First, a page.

Getting to grips with Castelli temperature ranges to pick the perfect kit for every ride.
Castelli's obsession for cycling performance encompasses mile upon mile of testing in the Dolomites a stone's throw from HQ, so the team in Italy knows a thing or two about all-weather riding.
However, there's more to selecting the right kit than sticking rigidly to the resulting temperature range suggested on product pages
This is something we get a lot of correspondence about here at Castelli Cafe, so we've put together this guide to help you choose the right garments for the right conditions.
Some riders run hot, others feel the cold. A cyclist with 5 per cent body fat will have different insulation requirements than someone who's neglected the turbo trainer over winter. Given Castelli's high-mountain playground and the fact feedback also comes from pro riders, the temperature ranges are skewed towards the slender more experienced rider.
The intensity of your riding will help determine how much clothing you'll require for each ride. Castelli weights a product's suggested temperature range to its intended function, so a pure racing piece will have a much lower temperature rating (0 to 10°C) compared to a training piece of similar materials (5 to 15°C) on the assumption that intensity will be higher. It's similar to how an aero piece will have a much snugger fit than a training piece.
This is a biggie. The temperatures that you normally see on weather websites or on your thermometer at home represent the temperature of the ambient air, but how you actually experience this temperature can vary wildly.
Wind speed and humidity can make a huge difference in how we perceive that temperature on the bike. For example, in winter a strong wind can feel much colder than the measured temperature would indicate. Conversely, on a humid day in summer, it can feel much hotter than the air temperature would suggest on its own.
Using the 'feels like' temperature provided by some forecasters is a good start, but even this doesn't take into account the effect of wind-chill when speeding along on your road bike.
During a warm sunny spring day at 15°C, most Brits will be out in shorts. But what if you have a prolonged descent at 40mph and it's a damp day with no sunshine? That ambient temperature of 15°C becomes -8°C with wind chill.
So, it's important to remember that temperature can vary from an ambient reading for a number of very different reasons: shade, sun, wind, humidity, even inversions (colder air sinking into valleys because it's heavier than warm air) – and don't forget altitude (see below).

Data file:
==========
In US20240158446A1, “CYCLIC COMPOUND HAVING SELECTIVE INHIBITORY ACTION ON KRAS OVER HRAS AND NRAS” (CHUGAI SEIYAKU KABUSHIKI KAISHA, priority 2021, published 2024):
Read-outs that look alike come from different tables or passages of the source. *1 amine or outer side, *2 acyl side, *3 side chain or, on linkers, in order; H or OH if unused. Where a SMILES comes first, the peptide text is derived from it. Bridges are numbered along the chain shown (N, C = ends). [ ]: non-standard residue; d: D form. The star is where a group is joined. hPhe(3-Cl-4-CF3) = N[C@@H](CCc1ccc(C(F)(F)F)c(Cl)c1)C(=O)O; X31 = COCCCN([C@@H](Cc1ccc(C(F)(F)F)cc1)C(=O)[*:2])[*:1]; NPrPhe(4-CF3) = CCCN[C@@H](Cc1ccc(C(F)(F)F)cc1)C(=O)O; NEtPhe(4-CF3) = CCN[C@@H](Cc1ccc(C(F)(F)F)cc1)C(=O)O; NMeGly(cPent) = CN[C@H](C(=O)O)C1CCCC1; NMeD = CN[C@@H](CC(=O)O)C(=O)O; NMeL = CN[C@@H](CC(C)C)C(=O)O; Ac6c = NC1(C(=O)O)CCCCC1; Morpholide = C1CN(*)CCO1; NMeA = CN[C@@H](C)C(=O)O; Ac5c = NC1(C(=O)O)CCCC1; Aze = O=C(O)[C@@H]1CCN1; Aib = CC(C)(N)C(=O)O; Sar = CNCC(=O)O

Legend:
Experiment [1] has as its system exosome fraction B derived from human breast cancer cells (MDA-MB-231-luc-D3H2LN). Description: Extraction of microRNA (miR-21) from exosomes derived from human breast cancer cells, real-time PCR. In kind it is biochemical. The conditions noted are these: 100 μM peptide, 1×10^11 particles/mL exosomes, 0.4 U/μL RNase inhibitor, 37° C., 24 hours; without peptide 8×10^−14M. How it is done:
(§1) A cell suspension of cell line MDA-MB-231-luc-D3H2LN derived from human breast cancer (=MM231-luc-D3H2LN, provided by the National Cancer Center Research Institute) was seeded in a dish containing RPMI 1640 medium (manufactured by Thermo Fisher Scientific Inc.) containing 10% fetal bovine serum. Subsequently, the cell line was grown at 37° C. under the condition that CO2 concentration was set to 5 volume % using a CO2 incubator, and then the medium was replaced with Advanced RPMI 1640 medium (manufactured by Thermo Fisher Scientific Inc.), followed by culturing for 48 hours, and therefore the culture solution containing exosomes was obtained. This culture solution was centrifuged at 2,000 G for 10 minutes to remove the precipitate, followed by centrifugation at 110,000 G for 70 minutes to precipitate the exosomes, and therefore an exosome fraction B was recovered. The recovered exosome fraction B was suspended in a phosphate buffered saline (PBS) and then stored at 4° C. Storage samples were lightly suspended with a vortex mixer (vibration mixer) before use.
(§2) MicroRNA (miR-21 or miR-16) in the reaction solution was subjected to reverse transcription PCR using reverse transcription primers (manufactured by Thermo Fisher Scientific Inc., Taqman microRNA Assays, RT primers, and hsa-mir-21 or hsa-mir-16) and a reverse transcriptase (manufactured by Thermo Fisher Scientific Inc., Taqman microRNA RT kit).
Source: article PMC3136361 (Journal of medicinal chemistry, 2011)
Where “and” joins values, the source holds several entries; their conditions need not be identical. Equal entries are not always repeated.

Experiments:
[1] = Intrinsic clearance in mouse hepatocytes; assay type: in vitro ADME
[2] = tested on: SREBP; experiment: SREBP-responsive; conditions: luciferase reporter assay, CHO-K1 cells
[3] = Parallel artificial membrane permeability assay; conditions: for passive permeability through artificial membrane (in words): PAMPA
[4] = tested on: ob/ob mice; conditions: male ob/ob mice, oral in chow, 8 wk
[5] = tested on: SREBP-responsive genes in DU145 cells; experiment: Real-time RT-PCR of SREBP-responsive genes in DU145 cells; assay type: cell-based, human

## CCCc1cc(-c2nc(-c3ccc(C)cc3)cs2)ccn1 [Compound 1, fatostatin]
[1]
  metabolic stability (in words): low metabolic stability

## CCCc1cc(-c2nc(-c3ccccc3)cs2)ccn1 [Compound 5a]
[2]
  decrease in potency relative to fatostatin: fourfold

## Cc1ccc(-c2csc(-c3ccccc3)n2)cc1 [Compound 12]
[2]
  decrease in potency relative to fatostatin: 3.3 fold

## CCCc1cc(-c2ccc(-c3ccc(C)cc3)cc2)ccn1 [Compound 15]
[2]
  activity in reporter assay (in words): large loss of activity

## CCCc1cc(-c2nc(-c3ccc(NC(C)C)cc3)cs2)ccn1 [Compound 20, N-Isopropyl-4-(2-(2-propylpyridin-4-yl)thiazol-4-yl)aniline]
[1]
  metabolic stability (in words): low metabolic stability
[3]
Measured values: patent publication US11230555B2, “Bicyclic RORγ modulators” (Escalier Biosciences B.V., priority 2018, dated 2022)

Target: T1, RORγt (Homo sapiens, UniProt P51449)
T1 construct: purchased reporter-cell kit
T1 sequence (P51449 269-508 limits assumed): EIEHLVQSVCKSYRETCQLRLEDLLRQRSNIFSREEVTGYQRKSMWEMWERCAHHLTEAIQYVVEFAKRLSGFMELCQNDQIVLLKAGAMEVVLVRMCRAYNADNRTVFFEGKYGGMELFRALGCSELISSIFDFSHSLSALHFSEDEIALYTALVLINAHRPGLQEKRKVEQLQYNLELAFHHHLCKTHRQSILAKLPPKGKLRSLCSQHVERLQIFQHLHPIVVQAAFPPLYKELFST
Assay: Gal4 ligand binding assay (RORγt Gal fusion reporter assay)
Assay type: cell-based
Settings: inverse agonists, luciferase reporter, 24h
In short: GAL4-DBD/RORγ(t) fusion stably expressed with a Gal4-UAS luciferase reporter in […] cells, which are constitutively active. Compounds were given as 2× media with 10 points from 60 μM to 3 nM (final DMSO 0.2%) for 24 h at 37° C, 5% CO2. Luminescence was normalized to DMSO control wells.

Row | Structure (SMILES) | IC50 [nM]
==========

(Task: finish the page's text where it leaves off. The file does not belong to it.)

All that's to say – don't take weather forecasts as a given for choosing what to wear on your ride.
If you've ever ridden a climb like the Ventoux, you'll know that a balmy summer's day can turn to shiver-inducing chilliness by the summit this has a big impact on the descent as suddenly you wont be working and your adding windchill – so thinking about what sort of elevation you'll be tackling pre-ride can help inform your outfit decisions, what to wear and what to carry.
If there's no snow (or rain) falling from the sky and you're not stuck in a cloud, the temperature decreases by about 3.2°C for every 300m (1,000 ft) climbed. This means that at 1,612m of elevation gain, the temperature at the top of Ventoux is around 17.2°C lower than the bottom. If you're riding through clouds or it's snowing or raining, the stats change to about 2°C for each 300m gained, making the summit of Ventoux 10.7°C colder than its foot.
This is all to do with air density and short of a full-on science class, the result for cyclists is that whatever the conditions, it's going to get colder as your climb progresses – something to take into account when selecting your kit.
If you're used to riding in Spain's 40°C August heat, then 15°C is going to feel very cold. On the other hand, if you have just been dog-sledding for two weeks at -20°C, 15°C feels very warm. No clothing temperature guide can account for people used to different conditions meeting in the middle – those riders are going to need a different wardrobe.